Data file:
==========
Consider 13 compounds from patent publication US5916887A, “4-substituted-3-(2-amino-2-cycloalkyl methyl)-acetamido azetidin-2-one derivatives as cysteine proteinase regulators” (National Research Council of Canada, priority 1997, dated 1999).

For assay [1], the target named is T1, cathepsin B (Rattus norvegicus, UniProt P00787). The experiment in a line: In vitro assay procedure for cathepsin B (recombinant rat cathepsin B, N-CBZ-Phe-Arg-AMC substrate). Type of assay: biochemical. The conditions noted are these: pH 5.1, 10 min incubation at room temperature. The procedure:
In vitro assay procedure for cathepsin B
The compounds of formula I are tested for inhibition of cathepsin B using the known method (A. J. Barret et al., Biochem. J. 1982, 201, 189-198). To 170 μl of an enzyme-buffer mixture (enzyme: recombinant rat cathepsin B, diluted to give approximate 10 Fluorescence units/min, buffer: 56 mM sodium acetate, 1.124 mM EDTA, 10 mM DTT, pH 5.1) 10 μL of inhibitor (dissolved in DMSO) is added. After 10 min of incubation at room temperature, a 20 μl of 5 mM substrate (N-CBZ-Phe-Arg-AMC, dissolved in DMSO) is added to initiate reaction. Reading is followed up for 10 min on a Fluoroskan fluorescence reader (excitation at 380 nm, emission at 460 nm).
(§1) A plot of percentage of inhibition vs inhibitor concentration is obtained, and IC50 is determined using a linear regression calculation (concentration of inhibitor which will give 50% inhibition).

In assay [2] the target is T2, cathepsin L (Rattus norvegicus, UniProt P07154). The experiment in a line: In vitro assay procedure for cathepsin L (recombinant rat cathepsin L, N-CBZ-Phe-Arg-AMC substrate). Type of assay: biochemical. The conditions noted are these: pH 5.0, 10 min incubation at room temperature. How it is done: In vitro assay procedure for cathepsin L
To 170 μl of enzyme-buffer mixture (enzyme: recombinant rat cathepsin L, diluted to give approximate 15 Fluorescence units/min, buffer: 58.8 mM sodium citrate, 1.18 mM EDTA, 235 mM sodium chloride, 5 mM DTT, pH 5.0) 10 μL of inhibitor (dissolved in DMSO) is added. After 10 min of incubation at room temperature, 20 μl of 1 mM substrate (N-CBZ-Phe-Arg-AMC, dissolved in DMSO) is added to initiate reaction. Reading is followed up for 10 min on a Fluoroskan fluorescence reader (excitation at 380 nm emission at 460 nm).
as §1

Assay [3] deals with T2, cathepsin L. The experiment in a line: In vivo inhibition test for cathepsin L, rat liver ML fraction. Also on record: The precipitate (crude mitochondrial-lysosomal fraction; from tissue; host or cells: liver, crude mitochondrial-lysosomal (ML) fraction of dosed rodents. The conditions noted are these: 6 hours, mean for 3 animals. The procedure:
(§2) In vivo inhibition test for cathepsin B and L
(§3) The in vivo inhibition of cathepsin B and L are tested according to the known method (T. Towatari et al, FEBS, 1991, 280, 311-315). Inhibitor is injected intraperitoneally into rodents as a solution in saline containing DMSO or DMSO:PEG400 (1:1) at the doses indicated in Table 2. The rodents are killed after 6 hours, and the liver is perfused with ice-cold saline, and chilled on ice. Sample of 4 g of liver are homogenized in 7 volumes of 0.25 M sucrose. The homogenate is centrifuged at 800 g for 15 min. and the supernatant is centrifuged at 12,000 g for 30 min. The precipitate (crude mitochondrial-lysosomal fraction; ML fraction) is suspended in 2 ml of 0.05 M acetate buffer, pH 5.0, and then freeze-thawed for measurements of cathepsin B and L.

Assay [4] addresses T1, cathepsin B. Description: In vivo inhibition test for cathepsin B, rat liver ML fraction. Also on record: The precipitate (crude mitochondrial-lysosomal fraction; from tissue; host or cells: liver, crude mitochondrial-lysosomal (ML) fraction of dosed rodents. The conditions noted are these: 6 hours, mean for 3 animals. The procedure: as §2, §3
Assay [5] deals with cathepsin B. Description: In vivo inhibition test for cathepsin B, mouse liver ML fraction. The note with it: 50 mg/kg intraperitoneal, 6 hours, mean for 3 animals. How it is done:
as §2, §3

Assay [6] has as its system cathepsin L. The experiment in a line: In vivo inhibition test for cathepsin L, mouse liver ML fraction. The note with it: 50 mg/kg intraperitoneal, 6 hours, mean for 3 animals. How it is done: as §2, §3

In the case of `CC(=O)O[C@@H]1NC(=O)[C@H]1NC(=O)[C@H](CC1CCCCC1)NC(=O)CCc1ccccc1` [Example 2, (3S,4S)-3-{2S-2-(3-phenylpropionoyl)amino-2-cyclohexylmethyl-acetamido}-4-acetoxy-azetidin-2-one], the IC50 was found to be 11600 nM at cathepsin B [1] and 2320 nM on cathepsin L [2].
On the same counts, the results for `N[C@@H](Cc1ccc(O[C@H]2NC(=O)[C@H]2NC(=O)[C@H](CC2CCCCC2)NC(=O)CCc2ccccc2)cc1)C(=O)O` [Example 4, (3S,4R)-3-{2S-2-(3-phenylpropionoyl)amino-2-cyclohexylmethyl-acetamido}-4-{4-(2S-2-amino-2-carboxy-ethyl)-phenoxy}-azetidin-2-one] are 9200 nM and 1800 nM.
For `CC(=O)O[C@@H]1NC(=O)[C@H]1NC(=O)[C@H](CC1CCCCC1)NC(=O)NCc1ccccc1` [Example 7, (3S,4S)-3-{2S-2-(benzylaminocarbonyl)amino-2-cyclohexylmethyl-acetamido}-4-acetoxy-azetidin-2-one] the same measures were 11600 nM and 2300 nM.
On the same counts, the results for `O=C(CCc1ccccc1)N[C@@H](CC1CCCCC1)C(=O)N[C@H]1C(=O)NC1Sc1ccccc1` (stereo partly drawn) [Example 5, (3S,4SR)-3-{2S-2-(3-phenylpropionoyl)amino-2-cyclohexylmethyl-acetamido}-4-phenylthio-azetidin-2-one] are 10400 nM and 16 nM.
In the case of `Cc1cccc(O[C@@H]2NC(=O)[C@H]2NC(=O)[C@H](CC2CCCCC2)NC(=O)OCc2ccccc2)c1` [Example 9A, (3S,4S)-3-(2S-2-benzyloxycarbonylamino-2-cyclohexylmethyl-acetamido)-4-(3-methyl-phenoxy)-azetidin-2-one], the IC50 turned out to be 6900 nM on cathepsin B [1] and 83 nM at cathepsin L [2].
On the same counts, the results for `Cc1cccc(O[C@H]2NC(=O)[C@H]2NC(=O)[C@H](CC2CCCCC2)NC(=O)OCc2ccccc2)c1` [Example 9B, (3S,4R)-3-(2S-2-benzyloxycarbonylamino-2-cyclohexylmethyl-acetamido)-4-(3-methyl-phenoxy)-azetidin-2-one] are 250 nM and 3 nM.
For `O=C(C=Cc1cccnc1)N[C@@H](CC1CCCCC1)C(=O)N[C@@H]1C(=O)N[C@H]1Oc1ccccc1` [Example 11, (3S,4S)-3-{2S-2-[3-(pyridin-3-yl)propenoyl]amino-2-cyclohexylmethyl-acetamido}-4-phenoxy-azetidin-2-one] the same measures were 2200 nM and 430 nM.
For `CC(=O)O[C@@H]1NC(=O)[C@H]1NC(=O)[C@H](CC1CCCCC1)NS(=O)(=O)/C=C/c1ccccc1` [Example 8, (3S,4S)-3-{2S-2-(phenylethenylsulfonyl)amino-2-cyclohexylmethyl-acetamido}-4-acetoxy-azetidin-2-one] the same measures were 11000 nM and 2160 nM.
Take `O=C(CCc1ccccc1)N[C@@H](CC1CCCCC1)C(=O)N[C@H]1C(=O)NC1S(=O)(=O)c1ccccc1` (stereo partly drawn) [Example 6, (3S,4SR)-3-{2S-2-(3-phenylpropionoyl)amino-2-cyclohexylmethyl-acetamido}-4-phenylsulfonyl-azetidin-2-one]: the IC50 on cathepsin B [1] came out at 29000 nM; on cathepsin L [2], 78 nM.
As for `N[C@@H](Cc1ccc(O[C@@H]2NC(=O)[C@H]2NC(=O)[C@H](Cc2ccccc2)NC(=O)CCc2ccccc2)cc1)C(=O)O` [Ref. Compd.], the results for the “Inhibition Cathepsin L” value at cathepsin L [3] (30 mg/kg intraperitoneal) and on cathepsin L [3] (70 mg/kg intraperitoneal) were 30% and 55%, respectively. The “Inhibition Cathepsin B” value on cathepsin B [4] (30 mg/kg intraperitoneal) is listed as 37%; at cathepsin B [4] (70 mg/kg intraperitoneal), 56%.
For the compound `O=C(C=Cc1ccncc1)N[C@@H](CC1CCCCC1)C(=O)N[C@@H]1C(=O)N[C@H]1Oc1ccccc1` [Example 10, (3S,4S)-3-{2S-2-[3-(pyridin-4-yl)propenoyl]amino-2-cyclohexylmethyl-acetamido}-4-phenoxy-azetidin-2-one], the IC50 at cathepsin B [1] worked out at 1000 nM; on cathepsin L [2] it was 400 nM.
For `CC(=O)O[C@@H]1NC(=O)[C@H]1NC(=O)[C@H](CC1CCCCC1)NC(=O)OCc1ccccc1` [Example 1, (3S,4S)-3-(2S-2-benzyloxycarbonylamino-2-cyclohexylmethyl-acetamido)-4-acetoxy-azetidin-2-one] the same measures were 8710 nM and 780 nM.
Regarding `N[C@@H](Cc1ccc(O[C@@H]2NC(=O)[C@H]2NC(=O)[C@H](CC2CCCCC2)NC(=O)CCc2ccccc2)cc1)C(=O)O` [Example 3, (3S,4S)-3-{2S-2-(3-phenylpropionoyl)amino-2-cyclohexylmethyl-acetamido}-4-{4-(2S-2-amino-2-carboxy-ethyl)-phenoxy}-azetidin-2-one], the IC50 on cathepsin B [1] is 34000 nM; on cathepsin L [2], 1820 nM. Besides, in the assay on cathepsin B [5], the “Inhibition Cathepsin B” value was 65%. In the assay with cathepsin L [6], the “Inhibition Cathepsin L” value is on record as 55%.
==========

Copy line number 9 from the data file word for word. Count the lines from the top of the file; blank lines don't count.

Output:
Assay [3] deals with T2, cathepsin L. The experiment in a line: In vivo inhibition test for cathepsin L, rat liver ML fraction. Also on record: The precipitate (crude mitochondrial-lysosomal fraction; from tissue; host or cells: liver, crude mitochondrial-lysosomal (ML) fraction of dosed rodents. The conditions noted are these: 6 hours, mean for 3 animals. The procedure: